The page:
Jill: that's great, except that as I said above, linking and giving credit does NOT solve the issues of licensing. And it's still breaking copyright, even if you give credit and a link, unless you have permission to copy a photo. Credit and a link is sufficient -- as far as copyright law is concerned-- only with pictures offered under Creative Commons commercial-use-allowed or similar licenses. ;)

    • profile image

      Jessica 5 years ago

      This was an interesting article. However, the way I use pinterest is no different than having hundreds of thousands of bookmarks saved on my computer. I find something I like, something I want to try, I pin it. Clicking on the pin, when done correctly, takes me to whatever page it was originally pinned from. If I pin art, which is rare, I will make sure to give credit to the person from whom I pinned it.

    • Greekgeek profile image

      Ellen 5 years ago from California

      "the way I use pinterest is no different than having hundreds of thousands of bookmarks saved on my computer". No, it's not. That's personal use. When you pin something, you're sharing it with the entire planet. And, according to Pinterest's terms of use, you're making that content available to be sold or "exploited". You're posting it on a site with embed codes which can be used by any website to display that image.

      It's the difference between clipping out a magazine article and pinning it to your own desk cubicle, versus copying that article and uploading it to a commercial site that not only may make money off that article, but is making it available to any other website to repost without the original author's permission.

      Think about how you'd feel if you were a musician, and that pinned photo was a song you'd recorded. Now imagine that Pinterest was doing what it does with songs instead of pictures. Can you see why musicians would be dismayed if there was a hugely popular site where people posted digital copies of songs they liked for anyone to download, share, or embed on their own websites? Can you see why credit might not be enough to satisfy those musicians?

    • profile image

      Trish Barthorpe 5 years ago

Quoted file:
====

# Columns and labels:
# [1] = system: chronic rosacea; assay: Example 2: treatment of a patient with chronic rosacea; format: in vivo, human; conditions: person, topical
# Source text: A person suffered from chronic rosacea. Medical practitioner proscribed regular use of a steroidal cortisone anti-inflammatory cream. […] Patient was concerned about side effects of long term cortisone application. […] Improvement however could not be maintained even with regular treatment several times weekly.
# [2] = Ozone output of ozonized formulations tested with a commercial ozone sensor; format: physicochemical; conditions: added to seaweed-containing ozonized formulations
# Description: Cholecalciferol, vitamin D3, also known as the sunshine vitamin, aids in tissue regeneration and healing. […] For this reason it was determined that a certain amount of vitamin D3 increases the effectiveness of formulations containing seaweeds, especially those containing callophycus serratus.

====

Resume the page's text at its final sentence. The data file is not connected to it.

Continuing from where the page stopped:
As a professional photographer I am very concerned about the lack of respect when it comes to copyrights. The idea that simply getting "credit" for an image is good enough seems strange. After all when you get your paycheck is there a dollar amount and then simply a list of credits?

      I don't understand how pintrest can simply pass the buck onto the poster. Until these sites are held leagally responsible for what they are doing we as photographers are going to have a hard time fighting each individual copyright infringement on our own.

    • Greekgeek profile image

      Ellen 5 years ago from California

      Trish: I wish I could highlight your comment about credit and put it in 20 point type, to help people understand!

      In fact, I hesitate to suggest it because it might make you unpopular, but I think that "link with love" website Jill linked to above needs to hear EXACTLY what you just said. Would you consider going there and repeating what you just said about giving credit vs. a paycheck?

      I fear some well-intentioned souls have started that "movement" in a misguided attempt to help with the copyright issue. I explained above that a link with credit doesn't satisfy copyright, but clearly, talking about what's legal doesn't get through to most people. They need a reason to follow the law. You just gave the reason!

    • CarolRucker profile image

      Carol Rucker 5 years ago from Cincinnati

      Thanks for the information. I write for several sites. I have no problem with them using a portion of my articles and accompanying photos as long as they do a link back to my full article. (I've found a few of my articles and videos have been stolen, so I understand the feeling.)

      In sharing other people's links, I'm following a social media norm it took me a while to learn from twitter and Facebook: Don't just post your own stuff. Everything I share has links back to the original site.

      Even though I strive to avoid copyright infringement, your article has given me a few things to think about.

      I know many bloggers and website owners love the idea of someone sharing their links just like I do, but I don't have time to seek and get permission from them. That would eliminate the spontaneity I enjoy with Pinterest.

      Oh well, I suppose I should just share my own stuff from now on.

    • profile image

      Amy Locurto 5 years ago

      Thanks for this information. I have written a few articles that have been getting a lot of discussion going if you would like to read these as well. Here is my first one that leads to an article about how Pinterest is changing the way I blog. Thanks for bringing up this topic.